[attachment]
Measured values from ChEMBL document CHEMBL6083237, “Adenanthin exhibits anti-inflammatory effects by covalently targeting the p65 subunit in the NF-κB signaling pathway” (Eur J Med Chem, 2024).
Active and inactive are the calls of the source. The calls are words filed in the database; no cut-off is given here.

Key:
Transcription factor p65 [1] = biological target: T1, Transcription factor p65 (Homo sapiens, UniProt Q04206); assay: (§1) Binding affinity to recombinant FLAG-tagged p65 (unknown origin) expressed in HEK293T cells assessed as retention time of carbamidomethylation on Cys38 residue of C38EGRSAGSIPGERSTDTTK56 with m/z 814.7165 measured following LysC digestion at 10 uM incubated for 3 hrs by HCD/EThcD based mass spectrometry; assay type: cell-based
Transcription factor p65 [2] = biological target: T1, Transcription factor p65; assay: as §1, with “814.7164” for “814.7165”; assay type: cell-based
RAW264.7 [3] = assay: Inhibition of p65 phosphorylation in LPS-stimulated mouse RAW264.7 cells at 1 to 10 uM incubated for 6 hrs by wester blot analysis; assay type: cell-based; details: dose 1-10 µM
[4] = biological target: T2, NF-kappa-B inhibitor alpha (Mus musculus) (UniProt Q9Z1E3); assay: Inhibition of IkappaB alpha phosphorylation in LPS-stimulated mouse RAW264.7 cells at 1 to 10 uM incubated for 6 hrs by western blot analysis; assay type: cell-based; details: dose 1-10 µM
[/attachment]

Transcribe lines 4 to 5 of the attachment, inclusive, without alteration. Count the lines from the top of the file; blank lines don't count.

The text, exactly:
Transcription factor p65 [1] = biological target: T1, Transcription factor p65 (Homo sapiens, UniProt Q04206); assay: (§1) Binding affinity to recombinant FLAG-tagged p65 (unknown origin) expressed in HEK293T cells assessed as retention time of carbamidomethylation on Cys38 residue of C38EGRSAGSIPGERSTDTTK56 with m/z 814.7165 measured following LysC digestion at 10 uM incubated for 3 hrs by HCD/EThcD based mass spectrometry; assay type: cell-based
Transcription factor p65 [2] = biological target: T1, Transcription factor p65; assay: as §1, with “814.7164” for “814.7165”; assay type: cell-based